I think there's still a lot I have to learn with basic mixing so there will be minimal need to compress for day to day audio sharing, but there will probably still be cases where I will want the loudness to be decent enough and "normal" compared to rest of the videos and tracks on the web right? for example if I normally set my computer to 50% volume and everything generally is in the ballpark, the wav or mp3 audio should sound close to that at 50% volume setting of my computer. the problem is on some tracks I've recorded, the overall loudness is low and I can't raise the input level without peaking and it's much quieter than other mp3s and videos I hear on the web. in those cases, there doesn't seem to be a way around compressing according to what people are saying.

it's sort of similar to digital photography... I have photos that I shoot in hi-res from my camera, but for normal web uploading and day to day sharing including email, I still normally compress it to JPEG even if it's not for "professional" use.

isn't it the same in audio? our synth gear is designed to produce professional quality audio, but to share it normally on the web, it has to be processed in some way so it's at least fit for web use. usually I think this is handled by auto-gain software built into consumer microphones and video cameras, but when I record at home directly from synth to mixer to a recorder's line input, I don't have AGC in the signal chain at all.

normally I don't run into a problem with loudness in home recordings, but every once in a while I encounter this peak/clipping problem. seems like compression is the only solution at this point.

I believe the term for this may be "normalization", but I'm not exactly sure yet. still learning...

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Re: how important is compression

Post by Stab Frenzy » Tue Sep 25, 2012 5:07 am

A few quick points:

1. You're confusing data compression and dynamic compression re: jpegs.
2. Normalisation is a mathematical function not one designed to sound good, IMO it has no place being used for audio ever.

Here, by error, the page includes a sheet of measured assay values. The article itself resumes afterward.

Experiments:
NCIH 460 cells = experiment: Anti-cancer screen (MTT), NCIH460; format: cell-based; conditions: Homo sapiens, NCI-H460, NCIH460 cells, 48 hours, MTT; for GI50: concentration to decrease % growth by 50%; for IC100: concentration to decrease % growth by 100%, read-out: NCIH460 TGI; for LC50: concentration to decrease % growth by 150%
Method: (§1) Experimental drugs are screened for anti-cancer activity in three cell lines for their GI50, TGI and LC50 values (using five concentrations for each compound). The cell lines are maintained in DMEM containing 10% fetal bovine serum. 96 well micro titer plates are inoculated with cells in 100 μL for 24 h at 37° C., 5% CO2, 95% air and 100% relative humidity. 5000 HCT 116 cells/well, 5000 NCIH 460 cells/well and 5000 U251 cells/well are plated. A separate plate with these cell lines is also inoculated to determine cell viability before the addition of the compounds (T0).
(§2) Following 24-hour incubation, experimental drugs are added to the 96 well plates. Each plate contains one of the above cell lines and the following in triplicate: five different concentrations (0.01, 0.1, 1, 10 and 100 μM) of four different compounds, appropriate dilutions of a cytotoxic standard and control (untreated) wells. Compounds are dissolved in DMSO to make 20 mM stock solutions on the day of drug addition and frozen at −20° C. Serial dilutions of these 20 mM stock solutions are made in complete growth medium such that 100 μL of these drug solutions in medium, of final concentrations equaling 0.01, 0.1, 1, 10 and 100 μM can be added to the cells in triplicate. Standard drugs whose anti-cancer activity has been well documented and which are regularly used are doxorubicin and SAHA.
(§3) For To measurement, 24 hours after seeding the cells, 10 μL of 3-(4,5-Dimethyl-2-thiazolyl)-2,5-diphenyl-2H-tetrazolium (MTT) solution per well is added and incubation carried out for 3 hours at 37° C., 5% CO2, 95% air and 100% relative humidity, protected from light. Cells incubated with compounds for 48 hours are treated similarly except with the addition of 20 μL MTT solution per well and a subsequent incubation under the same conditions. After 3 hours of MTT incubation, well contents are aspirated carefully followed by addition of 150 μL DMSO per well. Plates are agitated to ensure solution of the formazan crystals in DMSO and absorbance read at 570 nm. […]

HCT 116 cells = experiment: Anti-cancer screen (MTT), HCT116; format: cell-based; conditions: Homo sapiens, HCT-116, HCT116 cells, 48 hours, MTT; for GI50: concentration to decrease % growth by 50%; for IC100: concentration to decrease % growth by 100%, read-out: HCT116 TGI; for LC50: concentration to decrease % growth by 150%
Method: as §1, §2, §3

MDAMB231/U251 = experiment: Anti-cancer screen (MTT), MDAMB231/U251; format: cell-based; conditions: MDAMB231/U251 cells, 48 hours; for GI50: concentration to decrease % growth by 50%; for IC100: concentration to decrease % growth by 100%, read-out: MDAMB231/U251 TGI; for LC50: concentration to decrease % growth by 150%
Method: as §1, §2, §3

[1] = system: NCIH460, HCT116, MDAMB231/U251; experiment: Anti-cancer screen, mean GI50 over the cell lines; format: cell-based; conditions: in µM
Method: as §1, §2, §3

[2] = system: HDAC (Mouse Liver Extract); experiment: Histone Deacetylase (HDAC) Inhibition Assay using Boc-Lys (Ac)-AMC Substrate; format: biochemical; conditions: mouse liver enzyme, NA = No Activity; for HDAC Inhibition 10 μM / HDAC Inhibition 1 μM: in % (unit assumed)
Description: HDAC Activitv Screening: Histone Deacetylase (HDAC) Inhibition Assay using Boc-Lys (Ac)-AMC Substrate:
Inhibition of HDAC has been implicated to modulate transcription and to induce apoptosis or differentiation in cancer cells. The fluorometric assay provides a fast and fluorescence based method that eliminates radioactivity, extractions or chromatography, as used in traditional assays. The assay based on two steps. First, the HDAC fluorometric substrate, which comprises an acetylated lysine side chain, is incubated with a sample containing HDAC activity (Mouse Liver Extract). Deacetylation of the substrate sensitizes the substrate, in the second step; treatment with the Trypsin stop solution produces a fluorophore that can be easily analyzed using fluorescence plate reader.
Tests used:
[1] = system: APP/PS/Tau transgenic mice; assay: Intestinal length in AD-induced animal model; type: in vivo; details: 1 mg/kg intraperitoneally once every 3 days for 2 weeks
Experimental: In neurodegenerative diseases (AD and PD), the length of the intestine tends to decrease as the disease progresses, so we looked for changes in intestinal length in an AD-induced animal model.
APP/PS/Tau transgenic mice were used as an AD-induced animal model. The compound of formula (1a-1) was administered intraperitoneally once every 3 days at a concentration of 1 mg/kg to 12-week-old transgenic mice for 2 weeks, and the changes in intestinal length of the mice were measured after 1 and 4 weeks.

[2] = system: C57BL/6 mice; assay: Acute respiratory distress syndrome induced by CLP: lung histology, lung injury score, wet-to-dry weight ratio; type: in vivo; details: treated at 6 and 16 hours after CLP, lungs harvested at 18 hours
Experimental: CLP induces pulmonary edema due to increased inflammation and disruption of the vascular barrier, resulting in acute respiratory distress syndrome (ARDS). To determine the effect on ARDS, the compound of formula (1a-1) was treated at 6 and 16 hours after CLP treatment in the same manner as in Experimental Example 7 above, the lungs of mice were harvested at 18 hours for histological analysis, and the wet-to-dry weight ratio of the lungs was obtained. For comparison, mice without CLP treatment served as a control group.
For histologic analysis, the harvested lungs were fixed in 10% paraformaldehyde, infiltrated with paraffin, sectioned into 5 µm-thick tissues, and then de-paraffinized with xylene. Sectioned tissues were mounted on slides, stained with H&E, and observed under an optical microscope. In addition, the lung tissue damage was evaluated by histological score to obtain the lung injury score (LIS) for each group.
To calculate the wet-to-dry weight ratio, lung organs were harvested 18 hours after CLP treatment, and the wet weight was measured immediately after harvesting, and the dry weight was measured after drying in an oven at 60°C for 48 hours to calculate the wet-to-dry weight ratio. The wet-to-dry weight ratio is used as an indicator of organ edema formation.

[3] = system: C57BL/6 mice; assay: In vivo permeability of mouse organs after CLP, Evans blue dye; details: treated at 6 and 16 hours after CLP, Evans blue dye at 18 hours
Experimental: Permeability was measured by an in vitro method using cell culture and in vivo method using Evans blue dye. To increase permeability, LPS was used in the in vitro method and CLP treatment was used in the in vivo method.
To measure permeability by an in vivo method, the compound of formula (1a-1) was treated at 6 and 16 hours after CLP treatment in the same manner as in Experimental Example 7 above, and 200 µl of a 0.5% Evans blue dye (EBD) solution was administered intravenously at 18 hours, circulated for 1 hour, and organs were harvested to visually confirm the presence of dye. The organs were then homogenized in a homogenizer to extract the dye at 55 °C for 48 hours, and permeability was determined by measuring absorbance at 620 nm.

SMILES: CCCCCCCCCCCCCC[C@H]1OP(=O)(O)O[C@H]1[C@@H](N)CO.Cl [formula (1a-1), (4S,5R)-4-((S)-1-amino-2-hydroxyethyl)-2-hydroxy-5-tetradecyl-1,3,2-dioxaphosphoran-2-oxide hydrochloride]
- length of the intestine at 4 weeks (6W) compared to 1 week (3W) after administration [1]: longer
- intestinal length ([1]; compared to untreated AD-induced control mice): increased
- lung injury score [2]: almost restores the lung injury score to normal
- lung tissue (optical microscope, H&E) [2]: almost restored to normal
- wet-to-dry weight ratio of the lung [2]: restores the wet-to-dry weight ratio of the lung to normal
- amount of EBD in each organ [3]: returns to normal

3. Compression and limiting = AGC.
4. Yes you do need to use compression to make your music sound good but hitting a comp really hard to get the level really high isn't going to make things sound good. Compression is a complex thing and you need to learn to use it properly, it's not as simple as buying a compressor, putting on a preset and things magically sounding better and louder.

Read up on how to use compression and use some plugins for a bit until you have an idea of how to use it. Practice makes perfect.

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Re: how important is compression

Post by bouzoukijoe1 » Tue Sep 25, 2012 6:30 pm

sounds like you're still ignoring my statement about the peaks though. my mix as it comes out of the mixer sounds relatively ok, BUT there are big peaks when I view the waveform after recording (in Audacity). the peaks are keeping me from increasing the loudness, since every time I increase the loudness, the peaks start to clip. try not to get caught up in semantic arguments if you can wrap your head around what I'm trying to explain. I'm not really an expert at technical terms, but I think you should be able to understand.

I'm not really hitting the comp hard, as you refer to it. I'm not trying to make it "sound good" using compression either. I'm merely trying to reduce the difference between the peaks and the rest of the sounds in the mix so that I can raise the loudness to normal loudness levels.

I might have to grab a shot of the waveform so you can understand better. the words can be confusing if you're thinking of something else. let me dig up the last recording if I can still find it...

sorry, side note: I just found a thread on another board as I was looking for example of before and after compression waveforms.

http://fawm.org/forums/thread/3125/: